In short, unless a woman has a husband or her husband’s family book, she is not eligible for a heating allowance. Furthermore, according to the minister’s instructions, even divorced women who are in the possession of their father’s family book are not eligible for the allowance because only the head of the family registered in the family book (or his wife if he has passed away or is ill) can apply for the allowance. Syrian women married to foreigners are also ruled out because their husbands do not receive the all-important document.

The minister’s announcement has caused uproar within the country’s civil society movement, with local press describing the move as “a punishment to women” that is “against the Syrian constitution”. The Syrian Communist Party also vehemently denounced the decision, saying it was a form of discrimination against women, not just because of the link being made between the right to a heating allowance and the family book, but also because women cannot even obtain a family book.

“We have always demanded and we still demand that a woman’s right to independence in all matters be acknowledged, especially with regards to civil and personal status law,” an editorial published on February 24 in the Syrian Communist Party newspaper Al-Nour stated. “This includes giving women a family book in case their parents die, they don’t get married, are divorced or widowed. This would release them from their complete dependence on their families, husbands, ex-husbands or late husbands.”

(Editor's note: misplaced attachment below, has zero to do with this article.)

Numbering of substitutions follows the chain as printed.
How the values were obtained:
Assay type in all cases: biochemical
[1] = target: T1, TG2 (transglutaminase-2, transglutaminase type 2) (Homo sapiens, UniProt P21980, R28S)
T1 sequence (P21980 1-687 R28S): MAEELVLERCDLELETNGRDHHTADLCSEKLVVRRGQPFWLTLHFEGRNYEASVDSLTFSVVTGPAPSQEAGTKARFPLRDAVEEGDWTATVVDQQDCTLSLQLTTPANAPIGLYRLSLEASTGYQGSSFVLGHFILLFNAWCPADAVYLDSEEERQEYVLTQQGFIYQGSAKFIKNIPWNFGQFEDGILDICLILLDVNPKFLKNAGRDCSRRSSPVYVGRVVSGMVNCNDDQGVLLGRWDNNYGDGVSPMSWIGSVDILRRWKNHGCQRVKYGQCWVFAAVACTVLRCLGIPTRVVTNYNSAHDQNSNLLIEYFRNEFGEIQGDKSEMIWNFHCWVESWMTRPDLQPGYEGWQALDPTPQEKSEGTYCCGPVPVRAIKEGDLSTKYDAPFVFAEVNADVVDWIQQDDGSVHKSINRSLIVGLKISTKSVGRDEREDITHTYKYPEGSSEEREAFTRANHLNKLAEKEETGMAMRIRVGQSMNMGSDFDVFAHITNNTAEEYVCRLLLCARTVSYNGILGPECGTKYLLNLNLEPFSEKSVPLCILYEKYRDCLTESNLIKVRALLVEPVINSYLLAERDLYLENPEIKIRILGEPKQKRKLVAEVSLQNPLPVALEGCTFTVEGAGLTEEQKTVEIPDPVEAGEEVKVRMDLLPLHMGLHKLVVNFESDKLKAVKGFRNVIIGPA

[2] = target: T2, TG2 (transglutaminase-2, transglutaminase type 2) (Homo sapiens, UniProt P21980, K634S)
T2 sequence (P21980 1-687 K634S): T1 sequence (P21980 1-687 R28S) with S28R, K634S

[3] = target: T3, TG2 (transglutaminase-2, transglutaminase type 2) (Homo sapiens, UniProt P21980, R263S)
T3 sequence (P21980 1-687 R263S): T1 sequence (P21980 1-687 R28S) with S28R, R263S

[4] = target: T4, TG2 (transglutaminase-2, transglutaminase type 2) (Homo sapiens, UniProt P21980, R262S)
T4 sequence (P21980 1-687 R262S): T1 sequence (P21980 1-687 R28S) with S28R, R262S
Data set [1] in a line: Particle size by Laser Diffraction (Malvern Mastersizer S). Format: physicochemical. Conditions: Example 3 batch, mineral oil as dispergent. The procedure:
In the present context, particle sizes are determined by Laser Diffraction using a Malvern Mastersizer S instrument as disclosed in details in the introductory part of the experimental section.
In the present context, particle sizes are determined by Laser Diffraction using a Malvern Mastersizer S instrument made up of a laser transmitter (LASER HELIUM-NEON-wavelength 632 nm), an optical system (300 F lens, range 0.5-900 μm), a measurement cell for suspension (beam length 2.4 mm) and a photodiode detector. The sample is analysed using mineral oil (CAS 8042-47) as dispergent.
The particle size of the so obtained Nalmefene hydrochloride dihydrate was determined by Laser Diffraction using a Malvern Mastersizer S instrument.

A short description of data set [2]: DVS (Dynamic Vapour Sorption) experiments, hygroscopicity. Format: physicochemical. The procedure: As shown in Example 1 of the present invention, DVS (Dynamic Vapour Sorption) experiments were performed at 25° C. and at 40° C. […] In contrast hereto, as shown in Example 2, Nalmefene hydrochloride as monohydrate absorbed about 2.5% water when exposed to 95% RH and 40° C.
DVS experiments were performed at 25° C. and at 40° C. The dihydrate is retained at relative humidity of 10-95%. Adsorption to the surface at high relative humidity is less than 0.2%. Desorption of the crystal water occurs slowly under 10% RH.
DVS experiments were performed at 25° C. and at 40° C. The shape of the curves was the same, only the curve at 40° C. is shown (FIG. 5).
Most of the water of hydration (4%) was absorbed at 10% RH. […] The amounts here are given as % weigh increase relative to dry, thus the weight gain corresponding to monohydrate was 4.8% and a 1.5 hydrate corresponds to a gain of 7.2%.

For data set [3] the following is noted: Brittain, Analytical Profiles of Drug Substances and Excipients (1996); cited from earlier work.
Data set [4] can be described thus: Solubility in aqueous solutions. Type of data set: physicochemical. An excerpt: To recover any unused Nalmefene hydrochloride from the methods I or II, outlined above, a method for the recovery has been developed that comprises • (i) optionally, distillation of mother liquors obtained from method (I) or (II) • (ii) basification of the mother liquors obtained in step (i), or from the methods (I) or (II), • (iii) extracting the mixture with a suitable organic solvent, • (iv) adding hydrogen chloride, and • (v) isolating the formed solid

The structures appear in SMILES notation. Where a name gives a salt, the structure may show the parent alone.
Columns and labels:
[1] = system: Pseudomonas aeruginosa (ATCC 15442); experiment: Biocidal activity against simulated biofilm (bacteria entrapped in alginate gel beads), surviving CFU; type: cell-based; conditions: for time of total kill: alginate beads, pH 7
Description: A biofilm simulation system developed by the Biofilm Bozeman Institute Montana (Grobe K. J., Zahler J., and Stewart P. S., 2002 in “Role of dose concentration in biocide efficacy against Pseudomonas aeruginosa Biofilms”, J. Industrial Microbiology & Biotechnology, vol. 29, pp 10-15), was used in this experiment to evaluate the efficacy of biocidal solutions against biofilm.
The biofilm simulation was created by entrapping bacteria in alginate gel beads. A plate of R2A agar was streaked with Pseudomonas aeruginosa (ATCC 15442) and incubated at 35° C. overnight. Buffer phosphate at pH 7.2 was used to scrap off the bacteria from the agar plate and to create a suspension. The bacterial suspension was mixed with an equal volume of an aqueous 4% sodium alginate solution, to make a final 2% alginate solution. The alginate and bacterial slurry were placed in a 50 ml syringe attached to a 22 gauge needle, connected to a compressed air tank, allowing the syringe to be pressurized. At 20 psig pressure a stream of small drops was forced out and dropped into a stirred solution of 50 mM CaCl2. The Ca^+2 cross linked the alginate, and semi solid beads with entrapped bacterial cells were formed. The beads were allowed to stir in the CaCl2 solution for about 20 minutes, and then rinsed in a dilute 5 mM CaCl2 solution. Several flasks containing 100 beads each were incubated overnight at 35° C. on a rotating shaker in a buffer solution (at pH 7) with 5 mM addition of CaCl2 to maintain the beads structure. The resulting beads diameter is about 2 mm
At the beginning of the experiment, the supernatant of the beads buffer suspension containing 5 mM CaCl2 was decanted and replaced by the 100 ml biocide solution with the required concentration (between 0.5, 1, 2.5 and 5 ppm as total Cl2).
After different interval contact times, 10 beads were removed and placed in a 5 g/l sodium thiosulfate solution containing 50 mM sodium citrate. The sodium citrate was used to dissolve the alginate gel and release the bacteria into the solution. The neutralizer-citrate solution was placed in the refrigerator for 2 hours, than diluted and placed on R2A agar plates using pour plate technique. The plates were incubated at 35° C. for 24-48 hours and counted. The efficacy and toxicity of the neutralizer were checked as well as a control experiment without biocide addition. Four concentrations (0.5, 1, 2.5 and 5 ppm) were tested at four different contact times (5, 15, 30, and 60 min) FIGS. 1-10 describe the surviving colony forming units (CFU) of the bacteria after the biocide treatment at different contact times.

No way out

Despite the public outcry, Mousa says little can be done to change the situation.

“This is a government allowance,” she said. “No legal procedure can force the ministry to extend it to women as well.” It is a reality that is hard to accept for women like Kamar Habasheye, 50, who has been divorced for three years. With no diploma in hand and in fragile health, finding a job is no easy task. Since her three daughters got married, Habasheye lives alone, surviving off a monthly income of SYP 2,000 (USD 43) that she receives from an Islamic charity. She tries to supplement this meagre amount by taking on the occasional cleaning job, which earns her another SYP 1,500 (USD 32) a month.

“I simply can’t make ends meet,” Habasheye said. “Every week I have to spend a few days at my parents’ house and another couple of days at my brother’s place so as not to starve. I desperately need this allowance. The winters are getting colder every year and I have no idea what to do.”

Habasheye is one of many women hoping for a change in this year’s heating allowance distribution scheme. However, according to Abu Watfe, the funds allocated to the heating allowances have already been distributed, making it pointless to change the eligibility criteria.

“We’ve already distributed the majority of the allowances, covering eighty-five percent of Syrian families,” Abu Watfe said, adding that the ministry could make an exception in extreme cases. “While they are not eligible for the heating allowance, women who are extremely hard up could come to the ministry and ask for help,” he said.“We might investigate their case.



In February, the Ministry for Local Administration announced that the heating allowance, provided under Law No. 29 of November 19, 2009, does not apply to:

• A divorced woman whose father, mother, brothers and sisters are married. The allowance will only be allocated to the head of the family registered in the family book, or his wife in case he has passed away or is ill.